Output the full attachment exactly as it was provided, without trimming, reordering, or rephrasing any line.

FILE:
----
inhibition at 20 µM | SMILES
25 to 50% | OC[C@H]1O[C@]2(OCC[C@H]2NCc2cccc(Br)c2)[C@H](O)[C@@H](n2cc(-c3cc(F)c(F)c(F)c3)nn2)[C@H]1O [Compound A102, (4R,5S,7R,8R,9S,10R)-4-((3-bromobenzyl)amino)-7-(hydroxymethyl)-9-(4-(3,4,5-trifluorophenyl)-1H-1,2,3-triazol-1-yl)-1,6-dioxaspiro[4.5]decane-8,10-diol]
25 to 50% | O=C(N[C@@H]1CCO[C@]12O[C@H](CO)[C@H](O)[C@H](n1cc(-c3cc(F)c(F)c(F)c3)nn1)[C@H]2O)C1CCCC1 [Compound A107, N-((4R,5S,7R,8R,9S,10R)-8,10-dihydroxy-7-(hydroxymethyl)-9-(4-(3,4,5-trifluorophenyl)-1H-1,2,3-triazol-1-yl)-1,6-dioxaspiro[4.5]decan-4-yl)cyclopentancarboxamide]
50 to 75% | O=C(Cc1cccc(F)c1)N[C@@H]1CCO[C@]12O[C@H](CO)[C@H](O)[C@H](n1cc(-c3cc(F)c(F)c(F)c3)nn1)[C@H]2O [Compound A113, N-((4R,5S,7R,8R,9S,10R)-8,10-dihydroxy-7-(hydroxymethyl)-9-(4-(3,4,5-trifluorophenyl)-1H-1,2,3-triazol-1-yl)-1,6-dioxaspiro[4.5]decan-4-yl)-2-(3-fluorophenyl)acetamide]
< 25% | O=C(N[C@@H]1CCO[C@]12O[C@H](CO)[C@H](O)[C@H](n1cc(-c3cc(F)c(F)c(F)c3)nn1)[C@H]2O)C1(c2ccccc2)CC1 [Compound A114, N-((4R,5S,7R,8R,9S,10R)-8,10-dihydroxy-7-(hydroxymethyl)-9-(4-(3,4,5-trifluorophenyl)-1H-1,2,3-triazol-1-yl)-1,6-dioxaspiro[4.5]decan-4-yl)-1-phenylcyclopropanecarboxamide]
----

inhibition at 20 µM | SMILES
25 to 50% | OC[C@H]1O[C@]2(OCC[C@H]2NCc2cccc(Br)c2)[C@H](O)[C@@H](n2cc(-c3cc(F)c(F)c(F)c3)nn2)[C@H]1O [Compound A102, (4R,5S,7R,8R,9S,10R)-4-((3-bromobenzyl)amino)-7-(hydroxymethyl)-9-(4-(3,4,5-trifluorophenyl)-1H-1,2,3-triazol-1-yl)-1,6-dioxaspiro[4.5]decane-8,10-diol]
25 to 50% | O=C(N[C@@H]1CCO[C@]12O[C@H](CO)[C@H](O)[C@H](n1cc(-c3cc(F)c(F)c(F)c3)nn1)[C@H]2O)C1CCCC1 [Compound A107, N-((4R,5S,7R,8R,9S,10R)-8,10-dihydroxy-7-(hydroxymethyl)-9-(4-(3,4,5-trifluorophenyl)-1H-1,2,3-triazol-1-yl)-1,6-dioxaspiro[4.5]decan-4-yl)cyclopentancarboxamide]
50 to 75% | O=C(Cc1cccc(F)c1)N[C@@H]1CCO[C@]12O[C@H](CO)[C@H](O)[C@H](n1cc(-c3cc(F)c(F)c(F)c3)nn1)[C@H]2O [Compound A113, N-((4R,5S,7R,8R,9S,10R)-8,10-dihydroxy-7-(hydroxymethyl)-9-(4-(3,4,5-trifluorophenyl)-1H-1,2,3-triazol-1-yl)-1,6-dioxaspiro[4.5]decan-4-yl)-2-(3-fluorophenyl)acetamide]
< 25% | O=C(N[C@@H]1CCO[C@]12O[C@H](CO)[C@H](O)[C@H](n1cc(-c3cc(F)c(F)c(F)c3)nn1)[C@H]2O)C1(c2ccccc2)CC1 [Compound A114, N-((4R,5S,7R,8R,9S,10R)-8,10-dihydroxy-7-(hydroxymethyl)-9-(4-(3,4,5-trifluorophenyl)-1H-1,2,3-triazol-1-yl)-1,6-dioxaspiro[4.5]decan-4-yl)-1-phenylcyclopropanecarboxamide]